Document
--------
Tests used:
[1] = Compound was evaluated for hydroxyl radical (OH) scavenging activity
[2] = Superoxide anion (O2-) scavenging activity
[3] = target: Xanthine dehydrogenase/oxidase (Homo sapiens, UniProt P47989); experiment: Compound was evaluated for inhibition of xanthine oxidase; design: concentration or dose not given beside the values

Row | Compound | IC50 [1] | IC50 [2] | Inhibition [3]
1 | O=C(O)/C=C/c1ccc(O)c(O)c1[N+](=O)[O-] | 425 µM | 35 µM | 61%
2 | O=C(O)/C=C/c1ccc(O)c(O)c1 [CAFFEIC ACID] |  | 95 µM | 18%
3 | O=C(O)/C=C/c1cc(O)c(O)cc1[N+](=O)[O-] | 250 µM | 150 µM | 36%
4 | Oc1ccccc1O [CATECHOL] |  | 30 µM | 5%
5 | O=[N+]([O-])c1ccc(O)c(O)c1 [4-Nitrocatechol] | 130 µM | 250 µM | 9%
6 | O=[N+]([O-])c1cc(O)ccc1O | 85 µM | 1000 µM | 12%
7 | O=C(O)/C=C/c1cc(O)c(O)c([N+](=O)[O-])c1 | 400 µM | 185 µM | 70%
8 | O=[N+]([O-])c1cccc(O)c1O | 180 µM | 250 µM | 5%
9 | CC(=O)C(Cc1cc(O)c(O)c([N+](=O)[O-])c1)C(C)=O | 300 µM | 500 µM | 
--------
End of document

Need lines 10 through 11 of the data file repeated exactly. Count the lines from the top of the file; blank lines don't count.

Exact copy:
5 | O=[N+]([O-])c1ccc(O)c(O)c1 [4-Nitrocatechol] | 130 µM | 250 µM | 9%
6 | O=[N+]([O-])c1cc(O)ccc1O | 85 µM | 1000 µM | 12%